The measure would apply to prescription drugs like penicillin as well as tightly controlled substances like OxyContin.
Supporters say the ordinance would help prevent overdoses and accidental poisonings and reduce water pollution – claims the pharmaceutical industry insists are not true.
Public agencies currently pay for 25 drug disposal sites in the county. (To see locations, click here.) The ordinance would require drug manufacturers and producers to pay for the disposal of their products or face fines of up to $1,000 a day.
“The county should not be responsible for continuing to bear the financial burden alone,” said Nate Miley, president of the Alameda County Board of Supervisors and sponsor of the ordinance.
The measure also requires drug manufacturers to fund any efforts by Alameda County law enforcement agencies to collect controlled substances. Federal law requires that officers be present when such drugs, like Adderall, are returned.
The ordinance is designed to make it easier for residents to get rid of their unwanted prescription medications. But it does not stipulate where or how drugs would be collected, for instance, whether there would be collection bins at hospitals or pharmacies, or if residents would have to return their unused medications through the mail.
“If they can create drugs that save our lives, I’m confident they can figure out ways to get pills back,” said Heidi Sanborn, the executive director of the California Product Stewardship Council, an organization that promotes sustainability through better product design.
On July 24, supervisors will cast their final votes on the Alameda County Safe Drug Disposal Ordinance. During an initial vote last Tuesday, they approved the ordinance unanimously.
At the meeting, the measure’s backers dominated the public comment period. They stressed the environmental and public health benefits of the proposed ordinance.
“Wastewater plants are major pathways of pharmaceuticals into the environment,” said Melody LaBella, pollution prevention program coordinator at the Central Contra Costa Sanitary District.
Much of that pollution comes through humans excreting the drugs after ingesting them. Some of it comes from unused medications that are flushed down the toilet. Wastewater treatment plants are not equipped to remove the drugs.
“Unwanted pharmaceuticals are the proverbial low-hanging fruit,” said LaBella.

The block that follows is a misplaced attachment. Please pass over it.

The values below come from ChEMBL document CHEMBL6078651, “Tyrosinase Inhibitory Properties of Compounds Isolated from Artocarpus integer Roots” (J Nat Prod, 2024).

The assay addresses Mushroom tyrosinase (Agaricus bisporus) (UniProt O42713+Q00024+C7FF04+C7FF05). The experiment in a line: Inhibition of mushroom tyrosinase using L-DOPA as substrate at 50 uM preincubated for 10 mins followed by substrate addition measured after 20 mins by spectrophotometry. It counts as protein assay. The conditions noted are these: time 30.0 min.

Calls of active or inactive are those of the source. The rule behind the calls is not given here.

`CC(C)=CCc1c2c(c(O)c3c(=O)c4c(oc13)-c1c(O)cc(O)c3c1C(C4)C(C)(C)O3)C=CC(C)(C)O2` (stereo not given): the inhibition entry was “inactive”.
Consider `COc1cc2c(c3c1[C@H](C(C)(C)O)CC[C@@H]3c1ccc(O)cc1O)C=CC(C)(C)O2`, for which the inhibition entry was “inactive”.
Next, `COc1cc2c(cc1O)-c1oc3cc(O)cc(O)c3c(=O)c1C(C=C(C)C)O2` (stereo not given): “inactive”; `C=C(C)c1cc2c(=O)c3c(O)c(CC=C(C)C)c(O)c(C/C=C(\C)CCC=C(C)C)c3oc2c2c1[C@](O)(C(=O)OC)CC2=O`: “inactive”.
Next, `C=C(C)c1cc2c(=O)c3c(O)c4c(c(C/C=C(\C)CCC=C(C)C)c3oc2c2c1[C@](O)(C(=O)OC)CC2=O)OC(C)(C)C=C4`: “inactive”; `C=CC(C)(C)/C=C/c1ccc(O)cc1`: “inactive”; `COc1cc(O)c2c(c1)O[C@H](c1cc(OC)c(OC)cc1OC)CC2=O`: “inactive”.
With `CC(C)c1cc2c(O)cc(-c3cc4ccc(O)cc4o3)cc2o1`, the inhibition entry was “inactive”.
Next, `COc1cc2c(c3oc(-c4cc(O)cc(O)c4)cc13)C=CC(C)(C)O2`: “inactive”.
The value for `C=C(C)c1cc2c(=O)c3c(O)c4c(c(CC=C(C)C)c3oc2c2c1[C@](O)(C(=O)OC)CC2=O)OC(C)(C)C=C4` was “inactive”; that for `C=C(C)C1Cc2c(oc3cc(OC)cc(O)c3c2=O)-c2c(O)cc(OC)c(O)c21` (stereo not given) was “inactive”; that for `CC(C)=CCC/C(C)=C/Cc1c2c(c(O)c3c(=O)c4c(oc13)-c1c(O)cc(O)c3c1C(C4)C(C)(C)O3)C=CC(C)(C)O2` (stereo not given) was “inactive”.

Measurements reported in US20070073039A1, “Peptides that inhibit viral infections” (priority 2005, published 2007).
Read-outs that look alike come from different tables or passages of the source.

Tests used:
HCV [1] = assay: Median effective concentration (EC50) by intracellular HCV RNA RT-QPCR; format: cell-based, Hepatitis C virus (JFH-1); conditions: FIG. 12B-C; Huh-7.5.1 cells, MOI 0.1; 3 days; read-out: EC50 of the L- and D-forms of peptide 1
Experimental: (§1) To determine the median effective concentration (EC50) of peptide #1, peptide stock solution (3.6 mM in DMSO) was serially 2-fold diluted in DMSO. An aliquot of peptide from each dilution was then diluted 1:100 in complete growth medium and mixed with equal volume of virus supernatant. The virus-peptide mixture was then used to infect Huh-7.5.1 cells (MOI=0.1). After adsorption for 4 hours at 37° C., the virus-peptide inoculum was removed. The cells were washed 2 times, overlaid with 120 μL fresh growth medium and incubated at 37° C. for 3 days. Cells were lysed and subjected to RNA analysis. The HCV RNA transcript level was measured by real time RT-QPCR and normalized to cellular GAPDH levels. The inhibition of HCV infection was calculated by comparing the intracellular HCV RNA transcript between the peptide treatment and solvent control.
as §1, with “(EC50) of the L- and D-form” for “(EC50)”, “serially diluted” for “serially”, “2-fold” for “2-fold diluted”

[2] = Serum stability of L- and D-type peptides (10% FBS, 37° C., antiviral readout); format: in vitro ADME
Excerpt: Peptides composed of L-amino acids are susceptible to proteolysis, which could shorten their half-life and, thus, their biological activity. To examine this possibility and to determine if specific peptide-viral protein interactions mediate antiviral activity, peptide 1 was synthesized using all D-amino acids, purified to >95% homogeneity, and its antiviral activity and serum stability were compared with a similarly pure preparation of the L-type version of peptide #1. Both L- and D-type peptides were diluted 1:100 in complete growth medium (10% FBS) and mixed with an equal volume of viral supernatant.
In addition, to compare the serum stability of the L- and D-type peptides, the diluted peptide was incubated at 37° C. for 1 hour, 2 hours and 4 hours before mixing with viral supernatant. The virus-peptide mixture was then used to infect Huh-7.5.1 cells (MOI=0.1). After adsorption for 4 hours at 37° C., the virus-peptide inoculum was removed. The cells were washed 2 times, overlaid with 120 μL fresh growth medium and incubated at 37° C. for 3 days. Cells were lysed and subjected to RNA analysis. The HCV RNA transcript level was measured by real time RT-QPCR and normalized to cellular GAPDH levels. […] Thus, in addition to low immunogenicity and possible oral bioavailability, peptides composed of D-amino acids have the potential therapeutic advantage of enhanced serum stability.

A San Ramon mother told supervisors about her son’s death from an accidental overdose.
“I never in my wildest dreams would have dreamed that our family would have been embroiled in something like this,” said April Rovero, who founded the National Coalition Against Prescription Drug Abuse, after her 21-year-old son, Joey, died in 2009.
Industry representatives countered that the ordinance will do little to prevent either water pollution or accidental overdoses.
“There is no evidence that this will effect the number of poisonings in the community,” said Ritchard Engelhardt, vice president of government affairs for BayBio, a trade association representing the life science industry in Northern California.
Supervisor Scott Haggerty admonished industry representatives at the meeting.
“I would much rather us spend our money on trying to figure out how to make it happen than fight about why we don’t want it to happen,” he said.
In an email, Engelhardt refused to comment on whether his organization intends to sue if the ordinance is passed, as expected.
Consuelo Hernandez, vice president of government affairs for the California Healthcare Institute, a trade association that represents 300 biomedical companies, universities and research institutes, said in an interview that her organization “doesn’t have any plans to sue,” but she added: “We can’t predict what we will do in the future.”
The board had considered a previous version of the ordinance in February, but then agreed to hold a series of stakeholder meetings to revise it, after requests from pharmaceutical industry lobbyists. In the current version, pharmacies and retailers are not required to participate in the drug disposal program.
If the ordinance takes effect, supervisors hope others will follow suit. “It could be a model ordinance that everyone could use, not just in this state, but throughout the country,” said Miley.
San Francisco already has a pilot drug disposal program, which has been collecting unused medication since May. Genentech and the Pharmaceutical Research and Manufacturers of America are paying $110,000 to fund it. The pharmaceutical industry agreed to do so after San Francisco supervisors considered adopting an ordinance to force them to collect and dispose of their own products.
Old medications can be deposited in bins at 13 pharmacies in San Francisco, as well as 10 police stations. Only the police stations accept controlled substances.
All of the participating pharmacies are independent businesses. But pharmacies that are not part of the program, like CVS and Walgreens, are required to display signs instructing customers where they can dispose of their unwanted medications properly.
“We’ve kept a ton of unwanted medicine from going into landfill or into the sewage system, so we think it’s a huge success,” said Guillermo Rodriguez, director of policy and communications for the San Francisco Department of the Environment.